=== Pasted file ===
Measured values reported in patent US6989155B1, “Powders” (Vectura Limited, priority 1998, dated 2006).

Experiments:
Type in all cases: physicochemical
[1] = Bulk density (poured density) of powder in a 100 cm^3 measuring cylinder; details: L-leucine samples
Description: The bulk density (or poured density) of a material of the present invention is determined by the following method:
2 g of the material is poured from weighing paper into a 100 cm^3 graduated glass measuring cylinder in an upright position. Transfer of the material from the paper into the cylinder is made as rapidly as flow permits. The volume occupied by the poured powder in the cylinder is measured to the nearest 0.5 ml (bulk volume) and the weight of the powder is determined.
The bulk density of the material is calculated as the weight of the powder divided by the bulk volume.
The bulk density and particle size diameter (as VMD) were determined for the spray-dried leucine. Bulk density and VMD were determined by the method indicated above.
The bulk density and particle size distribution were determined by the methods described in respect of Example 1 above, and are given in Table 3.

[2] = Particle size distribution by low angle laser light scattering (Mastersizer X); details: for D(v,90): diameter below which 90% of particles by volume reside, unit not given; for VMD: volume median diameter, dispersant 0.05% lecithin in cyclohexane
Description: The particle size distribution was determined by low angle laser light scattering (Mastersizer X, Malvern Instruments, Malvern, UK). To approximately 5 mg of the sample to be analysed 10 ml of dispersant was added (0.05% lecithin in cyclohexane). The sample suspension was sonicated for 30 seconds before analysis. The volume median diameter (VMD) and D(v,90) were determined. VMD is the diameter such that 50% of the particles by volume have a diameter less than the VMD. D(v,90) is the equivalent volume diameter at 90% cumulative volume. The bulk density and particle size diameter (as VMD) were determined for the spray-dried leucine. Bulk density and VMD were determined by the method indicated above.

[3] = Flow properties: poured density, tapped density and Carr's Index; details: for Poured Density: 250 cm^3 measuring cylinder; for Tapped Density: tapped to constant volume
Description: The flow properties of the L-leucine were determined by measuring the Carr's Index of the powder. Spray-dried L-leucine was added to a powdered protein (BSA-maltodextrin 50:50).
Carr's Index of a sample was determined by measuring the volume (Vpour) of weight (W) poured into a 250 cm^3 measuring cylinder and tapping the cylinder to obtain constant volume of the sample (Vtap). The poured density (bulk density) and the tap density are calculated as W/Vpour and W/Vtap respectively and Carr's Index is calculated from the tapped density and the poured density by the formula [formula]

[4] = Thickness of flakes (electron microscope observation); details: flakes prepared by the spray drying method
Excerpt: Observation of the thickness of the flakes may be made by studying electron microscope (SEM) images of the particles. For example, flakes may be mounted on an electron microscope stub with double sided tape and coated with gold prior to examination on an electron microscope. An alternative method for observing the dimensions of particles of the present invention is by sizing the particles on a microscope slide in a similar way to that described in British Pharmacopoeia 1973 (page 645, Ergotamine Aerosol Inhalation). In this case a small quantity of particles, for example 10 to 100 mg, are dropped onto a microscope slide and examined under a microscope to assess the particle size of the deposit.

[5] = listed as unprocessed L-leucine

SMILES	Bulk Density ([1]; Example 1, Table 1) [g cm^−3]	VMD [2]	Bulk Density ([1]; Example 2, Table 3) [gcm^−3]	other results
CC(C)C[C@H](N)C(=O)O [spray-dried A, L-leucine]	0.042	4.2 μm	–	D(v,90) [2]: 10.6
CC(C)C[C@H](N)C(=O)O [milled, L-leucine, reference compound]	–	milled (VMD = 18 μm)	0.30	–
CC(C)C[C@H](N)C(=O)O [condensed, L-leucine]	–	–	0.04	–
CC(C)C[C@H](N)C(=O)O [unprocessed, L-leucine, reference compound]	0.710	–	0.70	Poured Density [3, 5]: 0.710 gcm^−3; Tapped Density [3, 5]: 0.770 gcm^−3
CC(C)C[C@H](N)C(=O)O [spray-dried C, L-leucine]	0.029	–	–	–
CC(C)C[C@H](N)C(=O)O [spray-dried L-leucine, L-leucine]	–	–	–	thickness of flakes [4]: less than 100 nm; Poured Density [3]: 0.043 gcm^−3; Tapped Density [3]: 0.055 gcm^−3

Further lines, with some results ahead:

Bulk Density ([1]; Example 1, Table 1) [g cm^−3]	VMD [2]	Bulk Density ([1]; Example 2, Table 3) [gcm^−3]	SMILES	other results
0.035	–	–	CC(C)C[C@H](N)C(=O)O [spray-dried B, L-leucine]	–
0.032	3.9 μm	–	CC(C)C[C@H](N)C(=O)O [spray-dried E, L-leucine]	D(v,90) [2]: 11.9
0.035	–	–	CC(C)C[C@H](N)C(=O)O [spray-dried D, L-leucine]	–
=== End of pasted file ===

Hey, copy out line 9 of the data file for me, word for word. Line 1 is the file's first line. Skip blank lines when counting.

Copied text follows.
The bulk density and particle size distribution were determined by the methods described in respect of Example 1 above, and are given in Table 3.